48 F3d 1232 Pope v. E Nagle
Freddie Glen POPE, Petitioner-Appellant,
John E. NAGLE, Warden, State Prison of the State of Alabama,
(D.C. No. 94-CV-3306)
United States Court of Appeals, Tenth Circuit.
March 3, 1995.
48 F.3d 1232
NOTICE: Although citation of unpublished opinions remains unfavored, unpublished opinions may now be cited if the opinion has persuasive value on a material issue, and a copy is attached to the citing document or, if cited in oral argument, copies are furnished to the Court and all parties. See General Order of November 29, 1993, suspending 10th Cir. Rule 36.3 until December 31, 1995, or further order.
Petitioner Freddie Glen Pope filed the instant pro se habeas corpus petition pursuant to 28 U.S.C. 2254 in the United States District Court for the District of Kansas. In his petition, Petitioner sought relief from his state sentence and conviction on the grounds that his extradition from the State of Kansas to the State of Alabama violated his state statutory rights under the Uniform Criminal Extradition Act. We dismiss the appeal.
At the time he filed the instant petition, Petitioner was (and remains) incarcerated at the William E. Donaldson Correctional Facility, Bessemer, Alabama, serving a sentence of life without parole on a conviction for attempted murder. The district court dismissed the petition because it concluded that Petitioner could not challenge the extradition proceedings in the asylum state (Kansas) after he was extradited to the demanding state (Alabama). Consequently, the district court dismissed the petition. Further, the district court declined to issue Petitioner a certificate of probable cause pursuant to 28 U.S.C. 2253 and Fed. R.App. P. 22(b), and denied him leave to proceed in forma pauperis. This appeal followed.
On appeal, Petitioner asserts the district court erred by concluding that it could not entertain the writ of habeas corpus he filed in the asylum state of Kansas because he filed the petition after he was extradited to the demanding state of Alabama.3 We disagree.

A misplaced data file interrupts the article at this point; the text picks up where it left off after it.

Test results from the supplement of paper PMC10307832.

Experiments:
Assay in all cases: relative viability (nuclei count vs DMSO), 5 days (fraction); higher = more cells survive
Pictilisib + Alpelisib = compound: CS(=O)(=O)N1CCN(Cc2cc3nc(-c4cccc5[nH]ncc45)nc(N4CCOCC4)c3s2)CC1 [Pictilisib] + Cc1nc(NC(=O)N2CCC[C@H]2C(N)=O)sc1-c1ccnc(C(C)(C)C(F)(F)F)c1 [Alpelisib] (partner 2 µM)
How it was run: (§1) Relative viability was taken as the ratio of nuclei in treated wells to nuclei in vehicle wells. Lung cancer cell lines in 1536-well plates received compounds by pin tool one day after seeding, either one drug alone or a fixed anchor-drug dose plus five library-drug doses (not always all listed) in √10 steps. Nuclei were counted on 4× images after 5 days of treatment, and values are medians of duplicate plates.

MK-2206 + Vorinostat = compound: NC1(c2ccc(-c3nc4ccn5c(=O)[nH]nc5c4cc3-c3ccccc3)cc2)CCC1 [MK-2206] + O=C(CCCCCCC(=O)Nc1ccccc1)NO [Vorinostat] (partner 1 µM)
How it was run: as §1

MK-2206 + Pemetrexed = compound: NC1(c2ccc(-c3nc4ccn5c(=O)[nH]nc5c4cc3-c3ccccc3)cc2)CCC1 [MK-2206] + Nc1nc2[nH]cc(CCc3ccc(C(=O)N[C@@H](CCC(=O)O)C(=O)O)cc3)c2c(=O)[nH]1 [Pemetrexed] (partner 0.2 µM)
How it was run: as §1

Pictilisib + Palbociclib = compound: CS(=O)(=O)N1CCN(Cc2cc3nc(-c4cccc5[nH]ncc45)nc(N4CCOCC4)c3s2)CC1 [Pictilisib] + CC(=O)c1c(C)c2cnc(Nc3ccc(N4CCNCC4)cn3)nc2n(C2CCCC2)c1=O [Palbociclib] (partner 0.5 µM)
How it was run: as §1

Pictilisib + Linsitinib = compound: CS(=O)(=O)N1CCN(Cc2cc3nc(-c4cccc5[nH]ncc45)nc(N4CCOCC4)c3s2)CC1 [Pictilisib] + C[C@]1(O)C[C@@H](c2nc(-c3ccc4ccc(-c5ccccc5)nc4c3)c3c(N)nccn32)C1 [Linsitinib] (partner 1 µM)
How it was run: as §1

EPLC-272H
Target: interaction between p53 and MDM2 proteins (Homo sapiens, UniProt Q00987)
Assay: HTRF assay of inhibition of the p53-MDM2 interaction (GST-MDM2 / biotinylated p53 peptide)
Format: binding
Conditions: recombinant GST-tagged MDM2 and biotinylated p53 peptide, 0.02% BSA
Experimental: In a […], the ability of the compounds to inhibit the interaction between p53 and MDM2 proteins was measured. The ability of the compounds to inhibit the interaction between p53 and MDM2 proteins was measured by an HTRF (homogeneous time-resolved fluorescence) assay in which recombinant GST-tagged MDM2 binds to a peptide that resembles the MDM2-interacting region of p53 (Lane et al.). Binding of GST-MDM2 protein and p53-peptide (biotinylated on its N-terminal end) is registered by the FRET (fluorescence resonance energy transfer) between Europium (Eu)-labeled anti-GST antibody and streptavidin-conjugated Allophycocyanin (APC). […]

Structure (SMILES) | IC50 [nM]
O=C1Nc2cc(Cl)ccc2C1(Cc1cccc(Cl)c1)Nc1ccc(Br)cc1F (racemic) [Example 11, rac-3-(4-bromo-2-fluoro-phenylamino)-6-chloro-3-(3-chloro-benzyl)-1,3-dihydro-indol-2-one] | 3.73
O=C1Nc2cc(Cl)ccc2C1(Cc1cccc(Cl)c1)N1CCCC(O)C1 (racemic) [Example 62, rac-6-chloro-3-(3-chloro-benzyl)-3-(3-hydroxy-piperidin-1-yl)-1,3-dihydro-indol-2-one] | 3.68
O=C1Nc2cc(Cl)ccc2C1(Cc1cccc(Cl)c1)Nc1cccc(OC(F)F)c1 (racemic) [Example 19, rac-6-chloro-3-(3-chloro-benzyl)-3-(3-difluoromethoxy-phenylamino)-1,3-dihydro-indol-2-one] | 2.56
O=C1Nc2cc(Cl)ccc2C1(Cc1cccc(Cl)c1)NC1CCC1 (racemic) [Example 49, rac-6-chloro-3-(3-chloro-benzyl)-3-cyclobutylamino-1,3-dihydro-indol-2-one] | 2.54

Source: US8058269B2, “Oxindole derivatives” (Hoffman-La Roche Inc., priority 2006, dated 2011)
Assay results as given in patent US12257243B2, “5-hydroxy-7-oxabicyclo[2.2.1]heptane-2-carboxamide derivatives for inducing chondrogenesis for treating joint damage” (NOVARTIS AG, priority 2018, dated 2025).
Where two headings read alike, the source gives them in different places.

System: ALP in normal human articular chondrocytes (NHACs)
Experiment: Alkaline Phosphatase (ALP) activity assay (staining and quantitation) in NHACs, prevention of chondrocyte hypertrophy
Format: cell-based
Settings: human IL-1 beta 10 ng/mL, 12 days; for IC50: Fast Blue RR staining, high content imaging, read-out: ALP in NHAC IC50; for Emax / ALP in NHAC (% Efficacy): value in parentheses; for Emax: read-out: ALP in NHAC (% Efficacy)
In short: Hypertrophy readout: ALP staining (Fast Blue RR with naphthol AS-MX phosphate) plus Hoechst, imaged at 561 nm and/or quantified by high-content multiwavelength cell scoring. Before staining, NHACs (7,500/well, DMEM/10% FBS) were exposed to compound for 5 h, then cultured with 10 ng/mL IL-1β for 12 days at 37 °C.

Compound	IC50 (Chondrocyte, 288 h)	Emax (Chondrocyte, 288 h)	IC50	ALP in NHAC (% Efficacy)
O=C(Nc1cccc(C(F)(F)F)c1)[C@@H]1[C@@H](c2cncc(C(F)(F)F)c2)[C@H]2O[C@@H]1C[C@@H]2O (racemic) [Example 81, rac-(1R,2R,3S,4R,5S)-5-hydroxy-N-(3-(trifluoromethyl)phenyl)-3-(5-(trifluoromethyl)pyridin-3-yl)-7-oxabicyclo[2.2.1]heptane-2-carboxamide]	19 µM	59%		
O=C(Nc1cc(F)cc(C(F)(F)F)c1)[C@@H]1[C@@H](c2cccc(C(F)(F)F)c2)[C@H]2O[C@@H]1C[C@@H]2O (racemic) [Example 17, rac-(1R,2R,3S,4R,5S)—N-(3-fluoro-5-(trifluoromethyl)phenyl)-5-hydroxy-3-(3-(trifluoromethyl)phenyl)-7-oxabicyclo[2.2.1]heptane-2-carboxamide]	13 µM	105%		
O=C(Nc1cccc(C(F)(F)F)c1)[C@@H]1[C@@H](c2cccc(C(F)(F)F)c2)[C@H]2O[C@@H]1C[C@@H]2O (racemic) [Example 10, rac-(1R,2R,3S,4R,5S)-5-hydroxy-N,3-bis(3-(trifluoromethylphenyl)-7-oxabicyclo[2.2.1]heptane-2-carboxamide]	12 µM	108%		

We review the district court's conclusions of law regarding a writ of habeas corpus de novo. Martin v. Kaiser, 907 F.2d 931, 933 (10th Cir.1990). "Before a fugitive in custody is extradited to the demanding state, he may challenge the authority of the asylum state by seeking a federal writ of habeas corpus." Gee v. State of Kansas, 912 F.2d 414, 416 (10th Cir.1990) (emphasis added) (citing Michigan v. Doran, 439 U.S. 282, 289 (1978)). However, " 'once the prisoner has been returned to the demanding state, the writ of habeas corpus is no longer available to challenge his confinement upon grounds arising in the asylum state.' " Id. (quoting Brown v. Nutsch, 619 F.2d 758, 763 (8th Cir.1980)).
Applying these principles to the instant case we hold the district court correctly concluded it could not entertain Petitioner's habeas corpus challenge to the extradition proceedings in Kansas because he filed the petition after he was extradited to Alabama. See id. Thus, pursuant to Fed. R.App. P. 22(b) we decline to issue Petitioner a certificate of probable cause to proceed on appeal. See Barefoot v. Estelle, 463 U.S. 880, 892-94 (1983). Additionally, because Petitioner has failed to advance a rational argument on the law and facts in support of the issue raised on appeal, we decline to grant him leave to proceed in forma pauperis. See Coppedge v. United States, 369 U.S. 438, 448 (1962). Accordingly, we DENY Petitioner's request for a certificate of probable cause and for leave to proceed in forma pauperis, and DISMISS the appeal.
This order and judgment is not binding precedent, except under the doctrines of law of the case, res judicata, and collateral estoppel. The court generally disfavors the citation of orders and judgments; nevertheless, an order and judgment may be cited under the terms and conditions of the court's General Order filed November 29, 1993. 151 F.R.D. 470
After examining the briefs and appellate record, this panel has determined unanimously that oral argument would not materially assist the determination of this appeal. See Fed. R.App. P. 34(a); 10th Cir. R. 34.1.9. The case therefore is ordered submitted without oral argument
Petitioner additionally attempts to raise as an appellate issue alleged defects with his extradition under the Uniform Criminal Extradition Act. We do not address Petitioner's substantive claim, however, because we conclude the district court properly determined it could not address his petition for a writ of habeas corpus